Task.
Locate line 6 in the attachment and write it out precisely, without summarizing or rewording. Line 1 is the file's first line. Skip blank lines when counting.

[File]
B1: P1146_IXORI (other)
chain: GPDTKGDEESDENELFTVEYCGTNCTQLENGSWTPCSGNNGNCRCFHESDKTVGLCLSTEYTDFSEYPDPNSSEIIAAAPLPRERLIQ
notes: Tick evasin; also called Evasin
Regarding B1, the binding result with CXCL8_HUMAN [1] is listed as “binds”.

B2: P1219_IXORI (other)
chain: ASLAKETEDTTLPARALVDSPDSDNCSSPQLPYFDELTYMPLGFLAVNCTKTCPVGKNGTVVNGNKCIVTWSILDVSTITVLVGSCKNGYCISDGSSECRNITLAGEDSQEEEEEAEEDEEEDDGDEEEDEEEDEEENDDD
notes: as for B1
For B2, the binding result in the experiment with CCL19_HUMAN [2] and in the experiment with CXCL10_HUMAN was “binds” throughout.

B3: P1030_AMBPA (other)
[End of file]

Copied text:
chain: ASLAKETEDTTLPARALVDSPDSDNCSSPQLPYFDELTYMPLGFLAVNCTKTCPVGKNGTVVNGNKCIVTWSILDVSTITVLVGSCKNGYCISDGSSECRNITLAGEDSQEEEEEAEEDEEEDDGDEEEDEEEDEEENDDD